Cost leaders enjoy competitive advantage. That is always true. But if ever there was a time to focus on cost reduction, it is now. A conflagration of negative economic factors, exacerbated by the recent ratings downgrade, is going to place extreme pressure on disposable income, dampening demand. The simultaneous upward pressure on input costs is going to squeeze margins, slash profitability and ultimately further hurt the sustainability of what is already a shrinking sector of our economy. Manufacturing companies are going to have to be innovative in driving top line growth in this environment. Executives in manufacturing also need to be focused on sustainable cost reduction if they want to weather this downturn and emerge with a lean manufacturing platform that will maximise profitability when growth returns.
With a plethora of operational challenges to deal with, and cost being just one of those, what can manufacturing managers do to ensure that every single viable cost reduction opportunity is exploited? Our Manufacturing Cost Reduction Programme (MCRP) could be just what you are looking for. So what is it, and how does it work?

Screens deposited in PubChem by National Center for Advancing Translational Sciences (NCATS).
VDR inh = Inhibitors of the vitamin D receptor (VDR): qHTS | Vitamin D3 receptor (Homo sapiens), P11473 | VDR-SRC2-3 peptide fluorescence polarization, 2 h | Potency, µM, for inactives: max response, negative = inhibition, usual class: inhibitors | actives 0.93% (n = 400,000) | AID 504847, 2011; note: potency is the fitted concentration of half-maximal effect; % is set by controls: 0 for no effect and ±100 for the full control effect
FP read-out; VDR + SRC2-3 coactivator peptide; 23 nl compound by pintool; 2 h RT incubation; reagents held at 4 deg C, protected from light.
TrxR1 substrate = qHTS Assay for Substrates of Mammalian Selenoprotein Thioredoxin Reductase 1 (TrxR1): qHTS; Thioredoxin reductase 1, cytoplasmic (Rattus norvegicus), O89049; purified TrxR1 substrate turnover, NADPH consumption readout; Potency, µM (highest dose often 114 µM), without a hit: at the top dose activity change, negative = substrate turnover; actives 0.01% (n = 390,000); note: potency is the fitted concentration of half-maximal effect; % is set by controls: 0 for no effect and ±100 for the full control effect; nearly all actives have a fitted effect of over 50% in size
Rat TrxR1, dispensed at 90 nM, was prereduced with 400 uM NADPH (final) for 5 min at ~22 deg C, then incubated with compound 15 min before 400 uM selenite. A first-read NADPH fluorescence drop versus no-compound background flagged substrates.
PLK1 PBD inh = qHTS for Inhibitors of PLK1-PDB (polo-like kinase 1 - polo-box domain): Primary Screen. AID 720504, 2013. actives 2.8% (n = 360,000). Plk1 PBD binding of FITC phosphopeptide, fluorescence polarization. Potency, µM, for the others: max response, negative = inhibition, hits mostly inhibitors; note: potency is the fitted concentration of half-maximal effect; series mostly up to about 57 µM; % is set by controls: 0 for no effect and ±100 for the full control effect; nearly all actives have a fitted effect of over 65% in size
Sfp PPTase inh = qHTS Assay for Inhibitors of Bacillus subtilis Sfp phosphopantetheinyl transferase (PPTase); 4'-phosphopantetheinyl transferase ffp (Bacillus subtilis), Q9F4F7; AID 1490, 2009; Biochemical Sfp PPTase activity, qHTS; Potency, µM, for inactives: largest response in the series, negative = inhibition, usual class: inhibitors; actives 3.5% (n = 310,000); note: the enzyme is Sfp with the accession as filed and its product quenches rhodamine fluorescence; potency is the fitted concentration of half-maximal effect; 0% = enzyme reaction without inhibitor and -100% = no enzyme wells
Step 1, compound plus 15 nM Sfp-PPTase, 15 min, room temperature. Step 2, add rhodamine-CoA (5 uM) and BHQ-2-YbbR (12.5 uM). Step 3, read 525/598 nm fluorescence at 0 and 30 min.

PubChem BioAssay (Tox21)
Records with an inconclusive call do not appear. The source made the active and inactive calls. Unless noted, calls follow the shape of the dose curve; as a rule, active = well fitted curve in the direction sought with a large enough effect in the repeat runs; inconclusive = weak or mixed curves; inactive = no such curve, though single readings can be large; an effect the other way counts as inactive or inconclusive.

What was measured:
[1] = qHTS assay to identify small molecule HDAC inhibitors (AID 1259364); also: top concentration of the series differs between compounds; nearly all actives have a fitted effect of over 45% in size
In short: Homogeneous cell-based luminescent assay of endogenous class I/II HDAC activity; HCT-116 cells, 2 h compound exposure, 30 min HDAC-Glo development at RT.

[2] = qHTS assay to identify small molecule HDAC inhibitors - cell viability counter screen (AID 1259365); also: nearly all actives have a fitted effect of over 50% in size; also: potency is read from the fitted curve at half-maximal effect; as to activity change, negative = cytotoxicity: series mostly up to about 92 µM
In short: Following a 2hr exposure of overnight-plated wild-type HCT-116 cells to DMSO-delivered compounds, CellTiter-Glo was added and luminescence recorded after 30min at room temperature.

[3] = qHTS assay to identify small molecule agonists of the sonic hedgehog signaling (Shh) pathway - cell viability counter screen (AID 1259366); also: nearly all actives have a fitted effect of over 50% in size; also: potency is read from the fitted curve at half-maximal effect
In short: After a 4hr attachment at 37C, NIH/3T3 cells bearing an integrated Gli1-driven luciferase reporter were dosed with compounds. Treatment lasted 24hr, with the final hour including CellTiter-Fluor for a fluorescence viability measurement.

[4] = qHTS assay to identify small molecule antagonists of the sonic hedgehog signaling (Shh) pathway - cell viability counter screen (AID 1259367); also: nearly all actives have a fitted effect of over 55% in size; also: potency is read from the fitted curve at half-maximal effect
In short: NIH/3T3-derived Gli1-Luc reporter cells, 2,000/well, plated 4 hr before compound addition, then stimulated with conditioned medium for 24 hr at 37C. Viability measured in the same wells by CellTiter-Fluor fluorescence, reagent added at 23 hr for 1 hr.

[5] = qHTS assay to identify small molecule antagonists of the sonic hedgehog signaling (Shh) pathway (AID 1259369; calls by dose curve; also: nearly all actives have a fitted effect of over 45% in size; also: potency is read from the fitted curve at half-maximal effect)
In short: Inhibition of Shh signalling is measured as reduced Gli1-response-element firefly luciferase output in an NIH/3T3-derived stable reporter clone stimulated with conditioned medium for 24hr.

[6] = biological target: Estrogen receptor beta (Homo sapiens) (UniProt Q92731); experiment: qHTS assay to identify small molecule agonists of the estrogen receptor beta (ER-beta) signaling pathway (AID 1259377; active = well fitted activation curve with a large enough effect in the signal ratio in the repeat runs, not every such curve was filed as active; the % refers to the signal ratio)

The principle costs in manufacturing are those associated with resources: energy, raw materials, packaging materials, water, effluent and solid wastes. There are two primary ways in which these costs can be reduced:
i. Use less of these resources (or produce less waste)
ii. Pay a reduced price for each unit of resource or waste
With experience in a wide range of industries, and having completed projects on over 100 individual industrial sites across South Africa, VWG Consulting is perfectly placed to assist your manufacturing site with sustainable cost reduction through the MCRP. We have deep expertise in resource efficiency (energy, water, materials and waste) and productivity improvement. A lot of that has to do with the fact that our founders spent a significant period of time in manufacturing management in industry, including at executive level, prior to founding our business over 11 years ago. This gives us a unique empathy for the client’s perspective and operational challenges. We also have invested heavily in skills development for our staff over a long period. Through measurement and a wide range of in-house methodologies and techniques, all of which incorporate global best practice, we can optimise any manufacturing facility, and are willing to guarantee the results.